COSSACK: You would you say that's a moral responsibility?

MARTIN: I would say it's a moral responsibility and it's a responsibility that Gary Condit owes to himself, to the Levys and to his constituents.

I can't say what it is that he's hiding. He's hiding something, He's acting very suspiciously, and we just want to know what it is that he can provide to our investigators that may help in either finding Chandra or solving this mystery.

COSSACK: All right, let's take a break.

Up next, more with Billy Martin. Stay with us.


LOWELL: I think everybody understand that the Levys have a keen interest in keeping their daughter's name and picture in the news. I think they have felt over the last couple of weeks it began to fade.

I think the media has proven that the way you get this story back in the news is you say the name Gary Condit.



As of June 30th, 428,228 people had been reported missing across the nation. Of those cases, approximately three-quarters have been resolved and 98,697 remain active.



COSSACK: Washington police continue to say there are no suspects in the Chandra Levy missing person's case. However, one man continues to stay under the public's watchful eye, California Congressman Gary Condit. .

Billy, when we left our last block, we played an excerpt of Abbe Lowell saying, you know, he felt bad for Levys but he said there's one way to keep this case in the public eye, which is obviously in their best interest, and that's by mentioning the name Gary Condit, Gary Condit, Gary Condit.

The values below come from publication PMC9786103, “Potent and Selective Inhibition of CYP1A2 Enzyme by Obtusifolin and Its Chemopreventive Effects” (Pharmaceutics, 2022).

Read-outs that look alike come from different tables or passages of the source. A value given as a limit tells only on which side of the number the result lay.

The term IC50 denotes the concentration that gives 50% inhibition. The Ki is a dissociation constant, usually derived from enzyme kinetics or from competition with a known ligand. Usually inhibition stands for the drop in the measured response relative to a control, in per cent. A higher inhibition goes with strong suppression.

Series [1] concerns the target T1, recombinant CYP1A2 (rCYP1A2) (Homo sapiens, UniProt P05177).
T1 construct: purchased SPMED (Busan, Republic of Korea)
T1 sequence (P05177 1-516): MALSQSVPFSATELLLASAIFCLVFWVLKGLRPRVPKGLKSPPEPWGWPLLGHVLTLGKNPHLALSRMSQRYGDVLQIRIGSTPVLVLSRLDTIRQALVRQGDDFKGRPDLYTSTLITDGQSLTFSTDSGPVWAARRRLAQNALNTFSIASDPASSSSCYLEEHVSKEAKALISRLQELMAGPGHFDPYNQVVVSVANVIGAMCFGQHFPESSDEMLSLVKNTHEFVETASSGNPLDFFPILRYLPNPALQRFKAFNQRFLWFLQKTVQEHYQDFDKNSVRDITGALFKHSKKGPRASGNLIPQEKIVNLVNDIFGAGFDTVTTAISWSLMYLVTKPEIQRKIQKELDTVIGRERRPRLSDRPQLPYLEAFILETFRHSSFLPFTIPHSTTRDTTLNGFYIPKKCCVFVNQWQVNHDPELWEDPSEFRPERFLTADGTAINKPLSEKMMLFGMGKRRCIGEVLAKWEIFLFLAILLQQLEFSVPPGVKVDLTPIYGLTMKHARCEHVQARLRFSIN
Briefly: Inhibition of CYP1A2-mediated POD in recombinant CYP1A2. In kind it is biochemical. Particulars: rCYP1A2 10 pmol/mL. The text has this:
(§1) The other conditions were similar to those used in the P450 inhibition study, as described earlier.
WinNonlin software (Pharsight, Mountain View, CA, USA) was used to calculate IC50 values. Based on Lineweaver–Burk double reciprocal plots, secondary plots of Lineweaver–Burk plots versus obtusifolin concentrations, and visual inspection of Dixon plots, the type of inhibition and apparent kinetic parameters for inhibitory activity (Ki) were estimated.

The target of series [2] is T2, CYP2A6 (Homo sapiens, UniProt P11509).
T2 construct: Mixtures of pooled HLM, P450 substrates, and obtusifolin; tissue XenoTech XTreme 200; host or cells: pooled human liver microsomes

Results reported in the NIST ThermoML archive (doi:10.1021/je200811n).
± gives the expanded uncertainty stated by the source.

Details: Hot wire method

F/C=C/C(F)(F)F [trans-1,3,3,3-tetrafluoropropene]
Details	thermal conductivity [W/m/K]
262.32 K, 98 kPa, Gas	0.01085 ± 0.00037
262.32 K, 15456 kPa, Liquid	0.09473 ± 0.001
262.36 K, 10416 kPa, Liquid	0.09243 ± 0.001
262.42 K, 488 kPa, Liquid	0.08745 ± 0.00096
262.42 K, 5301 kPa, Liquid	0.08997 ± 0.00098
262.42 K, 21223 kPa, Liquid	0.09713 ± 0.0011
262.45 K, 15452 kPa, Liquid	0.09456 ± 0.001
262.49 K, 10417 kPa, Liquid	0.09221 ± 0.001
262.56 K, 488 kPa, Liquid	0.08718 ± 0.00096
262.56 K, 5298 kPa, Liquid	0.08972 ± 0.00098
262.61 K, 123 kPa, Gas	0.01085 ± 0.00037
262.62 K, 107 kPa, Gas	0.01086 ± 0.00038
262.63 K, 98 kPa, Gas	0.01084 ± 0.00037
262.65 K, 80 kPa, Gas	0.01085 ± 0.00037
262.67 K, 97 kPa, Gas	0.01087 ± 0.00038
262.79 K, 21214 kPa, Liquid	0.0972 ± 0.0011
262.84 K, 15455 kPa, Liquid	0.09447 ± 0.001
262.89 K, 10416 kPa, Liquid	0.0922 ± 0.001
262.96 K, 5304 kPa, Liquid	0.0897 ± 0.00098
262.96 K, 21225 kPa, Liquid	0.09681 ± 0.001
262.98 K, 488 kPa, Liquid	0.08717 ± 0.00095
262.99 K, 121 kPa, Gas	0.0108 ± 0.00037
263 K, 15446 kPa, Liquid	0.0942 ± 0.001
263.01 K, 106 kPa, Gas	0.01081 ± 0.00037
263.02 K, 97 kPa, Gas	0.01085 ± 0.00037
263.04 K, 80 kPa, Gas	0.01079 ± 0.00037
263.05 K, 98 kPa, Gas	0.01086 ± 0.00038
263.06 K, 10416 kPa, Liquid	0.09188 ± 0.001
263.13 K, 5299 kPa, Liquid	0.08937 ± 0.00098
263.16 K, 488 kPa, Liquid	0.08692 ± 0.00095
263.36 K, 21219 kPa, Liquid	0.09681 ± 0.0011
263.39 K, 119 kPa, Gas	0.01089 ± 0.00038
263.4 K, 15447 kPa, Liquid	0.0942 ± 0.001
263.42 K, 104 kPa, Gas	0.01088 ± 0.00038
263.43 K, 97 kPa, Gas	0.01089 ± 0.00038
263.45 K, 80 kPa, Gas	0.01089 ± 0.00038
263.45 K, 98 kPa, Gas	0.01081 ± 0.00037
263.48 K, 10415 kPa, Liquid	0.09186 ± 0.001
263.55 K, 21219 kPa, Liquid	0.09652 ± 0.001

In light of the fact, as I said earlier, that the police continue to say that he is not a suspect in this case, is it fair to continue to keep dwelling on Gary Condit for either the Levys or yourself?

MARTIN: We don't dwell on Gary Condit. We would like to move beyond Congressman Condit as having anything to with Chandra's disappearance. I don't know what, if anything -- if anything, Roger -- the Congressman had to do with her disappearance, but his actions are so suspicious.

The night before a search -- he volunteers for a search. The night of the search, just before the authorities arrive, he tries to hide a box that may have some relevance. Why would somebody do that if they did not feel they had something to hide? It's his actions which will not permit investigators, my investigators and, I'm sure, the police, to move past Congressman Condit.

We're interviewing other people. There are other leads that we're following. He is not the only lead that we have, but because he continues to not speak out, because he won't meet investigators, because he's lied in the past and because of his actions, he's suspicious. And we just want to know why he's acting that way.

COSSACK: What other leads do you have and why haven't you spoken publicly about those other leads?

MARTIN: Because the authorities -- both the authorities and our investigators are pursuing those leads. And if we made them public, we think that evidence could be destroyed, witnesses could be approached, or we may not learn the truthful answers to those questions.